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Defending life from the moment of conception

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News, 13 June 2002

13 June 2002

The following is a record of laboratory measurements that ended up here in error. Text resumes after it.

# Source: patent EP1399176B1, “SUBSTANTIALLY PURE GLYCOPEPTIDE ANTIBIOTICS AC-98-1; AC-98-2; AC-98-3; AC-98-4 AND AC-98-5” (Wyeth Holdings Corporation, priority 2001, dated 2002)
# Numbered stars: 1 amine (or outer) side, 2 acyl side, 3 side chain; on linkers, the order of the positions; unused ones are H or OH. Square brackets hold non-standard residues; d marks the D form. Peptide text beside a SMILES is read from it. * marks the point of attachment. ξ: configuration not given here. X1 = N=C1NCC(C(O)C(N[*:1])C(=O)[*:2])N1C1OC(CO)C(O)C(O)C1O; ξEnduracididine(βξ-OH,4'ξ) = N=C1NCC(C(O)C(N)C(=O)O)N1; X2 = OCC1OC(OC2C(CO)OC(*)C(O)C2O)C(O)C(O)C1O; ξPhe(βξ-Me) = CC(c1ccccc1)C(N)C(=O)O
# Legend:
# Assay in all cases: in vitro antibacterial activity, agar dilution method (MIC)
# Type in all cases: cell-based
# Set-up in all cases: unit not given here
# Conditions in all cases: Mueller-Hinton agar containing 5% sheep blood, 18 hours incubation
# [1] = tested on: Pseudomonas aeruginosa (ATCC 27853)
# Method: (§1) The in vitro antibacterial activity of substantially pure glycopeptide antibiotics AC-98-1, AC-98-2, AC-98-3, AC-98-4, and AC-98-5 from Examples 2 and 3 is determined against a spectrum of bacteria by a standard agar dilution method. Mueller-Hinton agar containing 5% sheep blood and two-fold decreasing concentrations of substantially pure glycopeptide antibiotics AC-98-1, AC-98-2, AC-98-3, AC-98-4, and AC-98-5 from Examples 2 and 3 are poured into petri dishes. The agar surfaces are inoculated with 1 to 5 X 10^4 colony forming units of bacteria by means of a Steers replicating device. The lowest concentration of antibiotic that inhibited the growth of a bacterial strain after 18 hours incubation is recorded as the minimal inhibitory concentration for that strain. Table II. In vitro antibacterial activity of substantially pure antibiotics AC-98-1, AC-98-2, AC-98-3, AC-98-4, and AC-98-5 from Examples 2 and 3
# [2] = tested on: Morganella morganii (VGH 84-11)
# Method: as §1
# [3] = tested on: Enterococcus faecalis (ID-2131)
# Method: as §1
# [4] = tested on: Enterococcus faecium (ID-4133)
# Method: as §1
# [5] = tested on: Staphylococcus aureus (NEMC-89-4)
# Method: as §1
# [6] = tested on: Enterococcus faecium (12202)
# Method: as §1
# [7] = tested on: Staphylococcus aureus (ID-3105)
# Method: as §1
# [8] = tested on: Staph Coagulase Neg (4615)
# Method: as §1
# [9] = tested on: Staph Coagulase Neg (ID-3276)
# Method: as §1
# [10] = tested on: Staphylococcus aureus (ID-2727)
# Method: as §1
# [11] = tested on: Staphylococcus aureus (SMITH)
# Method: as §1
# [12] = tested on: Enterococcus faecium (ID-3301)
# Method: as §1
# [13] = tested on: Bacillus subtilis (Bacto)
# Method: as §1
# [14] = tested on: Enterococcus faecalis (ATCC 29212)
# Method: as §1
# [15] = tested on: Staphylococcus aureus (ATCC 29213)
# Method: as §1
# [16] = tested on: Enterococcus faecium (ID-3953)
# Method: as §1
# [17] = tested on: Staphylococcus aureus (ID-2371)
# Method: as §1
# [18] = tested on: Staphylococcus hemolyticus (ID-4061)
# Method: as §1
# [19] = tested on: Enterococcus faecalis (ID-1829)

13 June 2002 The Judicial Office of the House of Lords, Britain's highest court, has granted the Pro-Life Alliance leave to appeal against its defeat in the Court of Appeal on the matter of human cloning legislation. The Pro-Life Alliance argues that the UK parliament's decision to authorise so-called therapeutic cloning last year was invalid because cloning is not covered by the Human Fertilisation and Embryology Act 1990. This argument was accepted by the High Court in November last year, but in January the Court of Appeal overturned the High Court's ruling. The Pro-Life Alliance will now lodge its petition of appeal with the House of Lords on 24 June. A spokesman for the Pro-Life Alliance welcomed the decision, looked forward to a successful outcome, and expressed the hope that a full debate on human cloning would soon take place in parliament. [ProLife Alliance press release, 13 June] The Italian parliament has begun debating government legislation aimed at banning all experimentation on human embryos and the freezing of embryos. The bill does not ban in vitro fertilisation treatment, but blocks public funding of it and states that "the production of embryos is allowed only within the limits strictly necessary to implant one and no more than three". Under the draft law, selective abortion in cases of multiple pregnancy would be strictly forbidden, a measure which critics say would amount to a legal right of the conceived to be born in contradiction to the 1978 law which legalised abortion. [Reuters, via Yahoo! News, 11 June ; LifeSite, 12 June ] The supreme court of New South Wales, Australia, has thrown out three so-called wrongful life cases. Lawyers acting for three people (aged 17 months, 2 years and 20 years) with various disabling conditions had claimed that doctors acted negligently by failing to recommend their abortion. However, the supreme court justices ruled that the concept of wrongful life was not recognised by the Australian courts. Justice Timothy Studdert said that there were clearly identifiable public policy considerations against wrongful life claims, including "the precious nature of life itself, and the erosive effect that the acceptance of such claims would have upon the value to be accorded to human life". [The Age, 12 June ] Scientists in the US have complained that fewer than half of the embryonic stem cell lines available for government-funded research are viable. President Bush announced last year that federal funds would only be made available for research on stem cell lines already in existence, thereby blocking funding of research which caused or benefited from the deaths of any more embryos. However, participants at the annual conference of the Biotechnology Industry Organization have said many stem cell lines would be unusable, and that even these would soon be rendered redundant. Alan Robins, chief scientists of BresaGen, expected that a maximum of only 40 out of the 80 eligible stem cell lines would be usable, and said that a wider ethnic representation was needed because the eligible lines had mostly been derived from spare IVF embryos donated by middle-to-upper class Caucasians. [Zenit, 12 June ] It is reported that US Senator Sam Brownback has agreed to amend his anti-cloning legislation in a bid to ensure its passage through the Senate. Senator Brownback, a lead co-sponsor of the Human Cloning Prohibition Act (which has already been passed by the House of Representatives), had hoped that the Senate would back a permanent ban on human cloning for research purposes (so-called therapeutic cloning). However, he is now proposing a two-year moratorium instead. In a statement issued yesterday, Senator Brownback said: "It is clear that on the issue of cloning, the objective of the Senate Democrat majority is to obstruct the will of the vast majority of the American people, a bipartisan majority in the House and the President." [AP, via Yahoo! News , and Senator Brownback's news release, 12 June]

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